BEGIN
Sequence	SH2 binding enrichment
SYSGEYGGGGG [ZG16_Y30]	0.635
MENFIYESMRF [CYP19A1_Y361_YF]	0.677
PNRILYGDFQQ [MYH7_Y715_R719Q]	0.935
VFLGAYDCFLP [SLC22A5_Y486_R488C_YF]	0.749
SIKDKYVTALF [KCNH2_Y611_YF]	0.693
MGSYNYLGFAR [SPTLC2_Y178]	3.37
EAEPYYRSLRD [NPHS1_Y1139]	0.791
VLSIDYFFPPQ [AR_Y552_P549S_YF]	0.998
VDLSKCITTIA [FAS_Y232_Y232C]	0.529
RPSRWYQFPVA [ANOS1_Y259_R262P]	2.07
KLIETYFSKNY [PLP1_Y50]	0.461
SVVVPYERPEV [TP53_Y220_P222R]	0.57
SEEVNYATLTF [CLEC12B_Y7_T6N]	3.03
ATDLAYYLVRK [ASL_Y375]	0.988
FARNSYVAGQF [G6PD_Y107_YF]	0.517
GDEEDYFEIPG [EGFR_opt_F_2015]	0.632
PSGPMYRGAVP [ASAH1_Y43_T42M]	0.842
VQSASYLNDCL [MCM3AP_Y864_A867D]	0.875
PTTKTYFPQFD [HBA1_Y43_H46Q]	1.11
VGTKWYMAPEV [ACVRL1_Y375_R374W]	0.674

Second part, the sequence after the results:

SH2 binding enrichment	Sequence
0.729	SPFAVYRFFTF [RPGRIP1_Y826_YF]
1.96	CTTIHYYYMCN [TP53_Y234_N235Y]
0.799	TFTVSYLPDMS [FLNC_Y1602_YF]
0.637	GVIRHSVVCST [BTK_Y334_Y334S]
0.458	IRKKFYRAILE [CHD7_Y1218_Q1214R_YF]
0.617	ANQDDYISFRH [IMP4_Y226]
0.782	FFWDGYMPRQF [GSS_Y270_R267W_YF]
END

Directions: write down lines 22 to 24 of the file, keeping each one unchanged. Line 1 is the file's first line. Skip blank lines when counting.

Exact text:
Second part, the sequence after the results:

SH2 binding enrichment	Sequence
0.729	SPFAVYRFFTF [RPGRIP1_Y826_YF]